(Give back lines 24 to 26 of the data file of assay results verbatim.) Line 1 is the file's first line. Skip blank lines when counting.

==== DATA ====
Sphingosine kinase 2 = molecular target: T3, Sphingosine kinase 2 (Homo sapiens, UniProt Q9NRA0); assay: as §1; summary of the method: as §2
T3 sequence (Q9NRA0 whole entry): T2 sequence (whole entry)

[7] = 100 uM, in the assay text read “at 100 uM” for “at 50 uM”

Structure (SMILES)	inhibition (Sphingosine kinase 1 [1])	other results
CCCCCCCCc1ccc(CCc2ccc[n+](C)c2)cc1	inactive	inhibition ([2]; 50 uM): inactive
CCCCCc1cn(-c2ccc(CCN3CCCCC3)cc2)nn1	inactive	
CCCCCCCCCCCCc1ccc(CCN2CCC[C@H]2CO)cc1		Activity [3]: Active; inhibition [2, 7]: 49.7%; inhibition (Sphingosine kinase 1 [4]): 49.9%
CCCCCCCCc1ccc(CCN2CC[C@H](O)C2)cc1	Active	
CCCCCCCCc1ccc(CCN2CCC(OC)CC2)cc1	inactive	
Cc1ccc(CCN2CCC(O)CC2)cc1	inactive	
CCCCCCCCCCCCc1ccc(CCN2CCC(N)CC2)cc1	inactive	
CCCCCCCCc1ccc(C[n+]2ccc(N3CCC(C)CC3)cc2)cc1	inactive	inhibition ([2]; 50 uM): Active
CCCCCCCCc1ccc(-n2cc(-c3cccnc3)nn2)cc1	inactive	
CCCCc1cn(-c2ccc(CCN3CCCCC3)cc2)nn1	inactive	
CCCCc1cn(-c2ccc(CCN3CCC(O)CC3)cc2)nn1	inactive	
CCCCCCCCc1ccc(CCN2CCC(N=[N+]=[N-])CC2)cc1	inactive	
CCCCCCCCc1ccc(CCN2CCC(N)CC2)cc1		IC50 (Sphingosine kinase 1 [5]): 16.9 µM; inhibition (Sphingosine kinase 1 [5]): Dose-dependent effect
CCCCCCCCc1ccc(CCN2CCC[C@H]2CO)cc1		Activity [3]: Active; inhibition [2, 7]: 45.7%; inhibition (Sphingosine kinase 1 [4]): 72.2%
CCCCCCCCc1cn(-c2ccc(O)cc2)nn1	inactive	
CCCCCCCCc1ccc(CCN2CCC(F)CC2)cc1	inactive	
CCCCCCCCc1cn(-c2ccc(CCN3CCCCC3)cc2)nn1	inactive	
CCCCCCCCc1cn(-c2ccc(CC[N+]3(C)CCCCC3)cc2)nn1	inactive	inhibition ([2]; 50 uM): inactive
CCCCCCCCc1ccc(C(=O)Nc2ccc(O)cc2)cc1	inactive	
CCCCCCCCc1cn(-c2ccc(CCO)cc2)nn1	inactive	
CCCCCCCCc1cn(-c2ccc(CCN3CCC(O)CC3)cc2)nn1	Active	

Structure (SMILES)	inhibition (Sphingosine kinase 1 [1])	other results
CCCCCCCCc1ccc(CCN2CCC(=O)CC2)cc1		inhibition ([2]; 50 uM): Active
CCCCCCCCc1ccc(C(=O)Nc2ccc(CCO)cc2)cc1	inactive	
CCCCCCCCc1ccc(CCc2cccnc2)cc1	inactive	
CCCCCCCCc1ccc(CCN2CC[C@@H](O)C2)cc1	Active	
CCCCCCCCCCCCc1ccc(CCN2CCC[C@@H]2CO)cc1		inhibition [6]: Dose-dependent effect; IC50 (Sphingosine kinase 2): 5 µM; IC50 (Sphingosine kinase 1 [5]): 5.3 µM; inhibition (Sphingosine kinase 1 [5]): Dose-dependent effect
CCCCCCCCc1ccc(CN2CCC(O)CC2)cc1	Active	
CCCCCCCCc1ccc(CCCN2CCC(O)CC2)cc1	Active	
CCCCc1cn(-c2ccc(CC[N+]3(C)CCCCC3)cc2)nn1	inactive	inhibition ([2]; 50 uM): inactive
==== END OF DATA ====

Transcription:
CCCCCCCCc1cn(-c2ccc(CCO)cc2)nn1	inactive	
CCCCCCCCc1cn(-c2ccc(CCN3CCC(O)CC3)cc2)nn1	Active	

Structure (SMILES)	inhibition (Sphingosine kinase 1 [1])	other results